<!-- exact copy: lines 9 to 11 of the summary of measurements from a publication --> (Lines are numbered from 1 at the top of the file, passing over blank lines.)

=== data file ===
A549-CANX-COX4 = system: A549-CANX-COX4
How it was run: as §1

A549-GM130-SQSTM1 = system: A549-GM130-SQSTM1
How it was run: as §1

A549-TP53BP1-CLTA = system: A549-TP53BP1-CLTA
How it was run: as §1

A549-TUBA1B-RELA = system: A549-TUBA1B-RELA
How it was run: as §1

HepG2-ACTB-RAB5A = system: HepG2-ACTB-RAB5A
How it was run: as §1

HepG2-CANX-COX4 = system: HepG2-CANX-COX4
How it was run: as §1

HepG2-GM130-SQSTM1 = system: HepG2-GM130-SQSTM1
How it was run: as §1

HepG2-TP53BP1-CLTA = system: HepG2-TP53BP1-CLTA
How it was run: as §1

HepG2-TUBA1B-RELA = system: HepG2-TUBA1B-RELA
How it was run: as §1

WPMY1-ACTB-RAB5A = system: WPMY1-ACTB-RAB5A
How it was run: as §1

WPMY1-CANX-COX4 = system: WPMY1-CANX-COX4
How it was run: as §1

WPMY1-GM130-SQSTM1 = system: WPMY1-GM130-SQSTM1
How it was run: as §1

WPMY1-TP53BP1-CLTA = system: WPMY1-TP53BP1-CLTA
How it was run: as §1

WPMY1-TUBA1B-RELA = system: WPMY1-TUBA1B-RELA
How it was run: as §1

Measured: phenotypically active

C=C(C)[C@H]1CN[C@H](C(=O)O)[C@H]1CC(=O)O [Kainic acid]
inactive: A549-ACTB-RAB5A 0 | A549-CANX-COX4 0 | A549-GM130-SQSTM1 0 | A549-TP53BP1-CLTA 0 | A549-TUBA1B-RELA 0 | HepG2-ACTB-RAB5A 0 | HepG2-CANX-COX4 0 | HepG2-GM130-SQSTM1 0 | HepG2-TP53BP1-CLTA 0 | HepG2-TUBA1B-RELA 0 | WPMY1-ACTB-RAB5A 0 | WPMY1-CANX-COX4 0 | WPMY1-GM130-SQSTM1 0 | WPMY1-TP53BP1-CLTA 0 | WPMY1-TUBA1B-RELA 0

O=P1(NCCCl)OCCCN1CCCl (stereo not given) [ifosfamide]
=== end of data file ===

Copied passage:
HepG2-ACTB-RAB5A = system: HepG2-ACTB-RAB5A
How it was run: as §1

HepG2-CANX-COX4 = system: HepG2-CANX-COX4